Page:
Before I go any further, let me give you this one clarification: I was one of the fans immeasurably disappointed with ABC TV’s LOST. Don’t get me wrong: I loved that show! It’s just that I, like so many others I’ve met online, were more than a bit frustrated that the showrunners left so many questions unanswered in the final estimation. Yes, I get all of the gobbledygook about how “it was always meant to be about the characters” and not the mysteries, but it was the mysteries that fueled so much speculation. At the end of the day, I didn’t honestly give two shakes about Kate’s family beyond the Island; what mattered to me was how all of these people overlapped in their lives prior to winding up stranded and maybe even why they did.
I bring this up only because in reviewing some of what’s been written online about THE RETURNED many folks have drawn comparisons to LOST. True, these characters also get further definition by way of flashbacks. True, these characters seem to be linked in ways far more surprising than your average, run-of-the-mill neighbor or casual acquaintance. But as far as I can tell the comparisons generally stop there. Because THE RETURNED has already crossed that line that LOST’s showrunners refuted for so long – that death and the afterlife is central to the stories being told – I’m willing to keep my disbelief suspended so long as the storytelling remains so richly interesting.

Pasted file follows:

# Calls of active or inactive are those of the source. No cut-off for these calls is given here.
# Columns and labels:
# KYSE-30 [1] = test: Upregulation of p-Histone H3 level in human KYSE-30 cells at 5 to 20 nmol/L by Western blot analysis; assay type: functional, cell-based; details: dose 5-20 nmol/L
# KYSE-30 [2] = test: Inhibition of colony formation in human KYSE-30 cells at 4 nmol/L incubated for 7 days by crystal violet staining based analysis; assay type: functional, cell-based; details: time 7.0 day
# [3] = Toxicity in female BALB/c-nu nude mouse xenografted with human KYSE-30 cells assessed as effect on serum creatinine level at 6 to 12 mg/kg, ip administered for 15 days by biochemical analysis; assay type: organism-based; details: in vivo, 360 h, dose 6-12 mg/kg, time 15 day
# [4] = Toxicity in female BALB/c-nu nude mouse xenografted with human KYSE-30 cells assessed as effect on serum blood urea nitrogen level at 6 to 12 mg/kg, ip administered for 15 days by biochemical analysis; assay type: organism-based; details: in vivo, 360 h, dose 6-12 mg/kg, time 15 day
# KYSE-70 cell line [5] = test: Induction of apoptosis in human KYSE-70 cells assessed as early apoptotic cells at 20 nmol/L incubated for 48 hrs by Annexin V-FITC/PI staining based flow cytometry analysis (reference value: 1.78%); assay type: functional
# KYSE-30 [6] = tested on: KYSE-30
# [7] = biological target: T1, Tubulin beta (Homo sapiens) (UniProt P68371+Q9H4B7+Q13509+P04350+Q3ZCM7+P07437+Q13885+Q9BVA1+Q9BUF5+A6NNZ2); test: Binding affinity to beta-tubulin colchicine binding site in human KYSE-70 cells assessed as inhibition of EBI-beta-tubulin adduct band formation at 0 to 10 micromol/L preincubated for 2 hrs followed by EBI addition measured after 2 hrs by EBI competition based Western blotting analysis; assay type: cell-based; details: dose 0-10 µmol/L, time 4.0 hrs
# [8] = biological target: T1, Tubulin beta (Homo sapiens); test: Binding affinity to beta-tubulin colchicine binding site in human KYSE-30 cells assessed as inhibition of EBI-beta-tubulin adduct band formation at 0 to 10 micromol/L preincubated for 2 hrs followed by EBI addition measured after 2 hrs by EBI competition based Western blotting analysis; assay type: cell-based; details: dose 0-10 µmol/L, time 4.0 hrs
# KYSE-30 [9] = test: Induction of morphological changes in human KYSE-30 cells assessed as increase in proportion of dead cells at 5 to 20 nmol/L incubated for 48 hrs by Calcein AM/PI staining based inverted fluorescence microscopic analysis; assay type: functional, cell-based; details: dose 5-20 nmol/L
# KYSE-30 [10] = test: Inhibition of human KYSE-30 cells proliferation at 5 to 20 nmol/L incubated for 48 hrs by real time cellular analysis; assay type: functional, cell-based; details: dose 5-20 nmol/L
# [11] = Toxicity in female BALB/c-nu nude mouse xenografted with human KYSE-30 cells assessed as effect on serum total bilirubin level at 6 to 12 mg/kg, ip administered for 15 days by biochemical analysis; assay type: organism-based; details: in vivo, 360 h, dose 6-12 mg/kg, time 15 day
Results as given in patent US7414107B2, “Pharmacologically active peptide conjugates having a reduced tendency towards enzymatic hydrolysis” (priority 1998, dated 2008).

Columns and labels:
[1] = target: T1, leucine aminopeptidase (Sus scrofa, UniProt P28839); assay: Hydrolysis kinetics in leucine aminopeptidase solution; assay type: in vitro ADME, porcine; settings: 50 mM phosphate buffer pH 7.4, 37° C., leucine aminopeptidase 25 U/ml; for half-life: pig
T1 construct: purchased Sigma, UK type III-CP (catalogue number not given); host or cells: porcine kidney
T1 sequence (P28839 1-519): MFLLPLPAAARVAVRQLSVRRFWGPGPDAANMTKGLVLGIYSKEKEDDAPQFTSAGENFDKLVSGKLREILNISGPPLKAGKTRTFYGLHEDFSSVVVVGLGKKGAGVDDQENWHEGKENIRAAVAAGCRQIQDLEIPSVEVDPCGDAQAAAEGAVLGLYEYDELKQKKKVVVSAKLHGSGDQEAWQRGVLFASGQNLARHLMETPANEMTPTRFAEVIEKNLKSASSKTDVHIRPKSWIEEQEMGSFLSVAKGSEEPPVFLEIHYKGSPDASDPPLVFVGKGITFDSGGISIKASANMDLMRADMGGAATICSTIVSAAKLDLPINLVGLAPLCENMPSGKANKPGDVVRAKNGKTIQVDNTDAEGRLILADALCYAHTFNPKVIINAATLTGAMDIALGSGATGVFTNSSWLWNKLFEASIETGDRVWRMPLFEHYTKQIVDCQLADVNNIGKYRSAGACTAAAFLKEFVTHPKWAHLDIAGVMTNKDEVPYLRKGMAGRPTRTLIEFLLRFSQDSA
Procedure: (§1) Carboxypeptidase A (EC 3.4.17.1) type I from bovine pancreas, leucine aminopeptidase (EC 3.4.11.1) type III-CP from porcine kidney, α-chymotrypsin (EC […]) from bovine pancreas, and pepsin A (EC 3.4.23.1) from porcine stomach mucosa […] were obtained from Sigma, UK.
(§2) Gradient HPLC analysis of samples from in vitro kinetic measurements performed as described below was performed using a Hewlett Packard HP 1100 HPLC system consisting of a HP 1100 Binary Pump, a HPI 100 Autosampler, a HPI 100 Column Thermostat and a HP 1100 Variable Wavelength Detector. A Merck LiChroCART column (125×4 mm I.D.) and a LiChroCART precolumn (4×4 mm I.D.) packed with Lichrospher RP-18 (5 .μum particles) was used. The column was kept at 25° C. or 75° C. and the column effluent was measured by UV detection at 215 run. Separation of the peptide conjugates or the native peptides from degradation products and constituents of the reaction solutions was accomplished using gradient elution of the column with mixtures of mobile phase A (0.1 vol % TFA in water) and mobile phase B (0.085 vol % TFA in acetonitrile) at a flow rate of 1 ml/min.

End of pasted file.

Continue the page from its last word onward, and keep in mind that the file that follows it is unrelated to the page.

More after the break …
(NOTE: The following review will contain minor spoilers necessary solely for the discussion of plot and/or characters. If you’re the type of reader who prefers a review entirely spoiler-free, then I’d encourage you to skip down to the last two paragraphs for my final, unblemished assessment. If, however, you’re accepting of a few modest hints at ‘things to come,’ then read on …)
In a quiet French town nestled between several mountaintops, those who have died some time ago have suddenly returned to their families. They haven’t changed. They haven’t even aged. They’ve returned looking very much like they did so long ago. However, they’re still not quite themselves, and the threat they bring with them very well might unravel reality as we know it before all is said and done.
Yes, THE RETURNED resembles LOST in that it presents and develops a quality stable of interesting characters; but one of the chief differences between them is that – to a very high degree – we know what we need to know about them not long after they’re introduced into this mythology. See, what would appear to matter most is that these characters have died. In many cases, we’re given the particulars of their deaths, many of them relatively grisly (these are not your average demises, and many of them relate to moments of extreme emotion being attached to said endings). However, upon their return, these resurrected people essentially begin a quest to make things right so far as their perspective allows them.